Add to collection
  • + Create new collection
  • Food’s macronutrients undergo chemical breakdown as they move through the digestive system. Learn more about the digestion process and its hormonal control with these explanations of the key concepts encountered when using our digestion chemistry resources.

    Human digestive system

    The human digestive system consists of a long muscular tube and several accessory organs. It is responsible for food ingestion and digestion, absorption of digestion products and the elimination of undigested materials.


    Digestion of food involves both mechanical and chemical processes. Through digestion, large food particles are converted into smaller components that can be readily absorbed into the bloodstream.

    Digestive enzymes

    Digestive enzymes speed up the breakdown (hydrolysis) of food molecules into their building blocks (components).

    Enzyme activity

    Because enzymes are protein molecules with a specific shape and chemistry, their activity is pH and temperature sensitive.


    Hydrolysis is a chemical process in which a certain molecule is split into 2 parts by the addition of a molecule of water. The catalytic action of enzymes allows the hydrolysis of proteins, fats, oils and carbohydrates.

    Resting metabolic rate

    The amount of energy needed to keep the body functioning in a resting, awake and fasting state in a comfortably warm environment is called the resting metabolic rate (RMR). RMR varies from 1 person to another.

    Energy balance

    Balancing energy intake by eating food with output through resting metabolism, growth, exercise and digesting food is 1 of the key components of maintaining health and well-being.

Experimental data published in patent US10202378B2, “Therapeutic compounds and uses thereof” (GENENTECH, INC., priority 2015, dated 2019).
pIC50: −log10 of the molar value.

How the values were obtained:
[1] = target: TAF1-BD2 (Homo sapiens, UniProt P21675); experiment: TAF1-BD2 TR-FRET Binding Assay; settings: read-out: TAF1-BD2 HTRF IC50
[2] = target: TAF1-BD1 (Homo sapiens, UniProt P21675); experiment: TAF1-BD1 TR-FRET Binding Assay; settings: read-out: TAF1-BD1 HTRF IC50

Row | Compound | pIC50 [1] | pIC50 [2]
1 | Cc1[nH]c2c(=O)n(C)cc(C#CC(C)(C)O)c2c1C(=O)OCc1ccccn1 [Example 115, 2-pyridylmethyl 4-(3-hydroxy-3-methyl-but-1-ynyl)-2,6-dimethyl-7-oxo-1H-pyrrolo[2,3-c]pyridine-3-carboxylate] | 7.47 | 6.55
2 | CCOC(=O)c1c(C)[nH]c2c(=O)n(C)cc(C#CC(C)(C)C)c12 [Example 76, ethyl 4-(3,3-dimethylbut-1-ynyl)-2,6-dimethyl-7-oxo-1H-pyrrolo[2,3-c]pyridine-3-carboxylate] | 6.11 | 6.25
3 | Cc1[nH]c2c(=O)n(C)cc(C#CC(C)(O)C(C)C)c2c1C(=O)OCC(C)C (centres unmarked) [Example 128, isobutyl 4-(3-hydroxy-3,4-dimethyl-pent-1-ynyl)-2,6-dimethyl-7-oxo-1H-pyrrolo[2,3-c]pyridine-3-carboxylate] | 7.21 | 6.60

Mitochondria are organelles inside cells that are involved in releasing energy from food. Keeping them functioning well is thought to be important for avoiding premature ageing and degenerative diseases.

    Adenosine triphosphate (ATP)

    ATP is often referred to as the energy currency of the cell. It stores energy derived from food, and this can then be used to drive the body’s complex chemical, mechanical and electrical systems.

    Gut hormones

    The gut is the body’s largest hormone-producing organ. It releases over 20 hormones, some of which have a key role in controlling food intake and energy expenditure.


    Satiety is the lack of appetite or hunger following a meal. It is controlled by the release of hormones in response to food in the gut as well as the nutritional health of the individual.


    Satiation is the feeling of fullness achieved during food consumption that promotes an end to eating. Foods and food supplements have been developed to enhance this effect to reduce energy intake.

    Gut bacteria

    Gut bacteria play important roles in nutrient digestion, vitamin synthesis, energy metabolism and immune responses.

    Colonic fermentation

    Bacteria in the large intestine (colon) ferment undigested carbohydrate (fibre), releasing short-chain fatty acids along with gases such as carbon dioxide and methane.

    Short-chain fatty acids (SCFAs)

    SCFAs are produced in the colon by bacterial fermentation of undigested carbohydrate. They serve as an energy source for cells lining the colon as well as playing a role in colonic health.

      Published 30 October 2016 Referencing Hub articles
          Go to full glossary
          Download all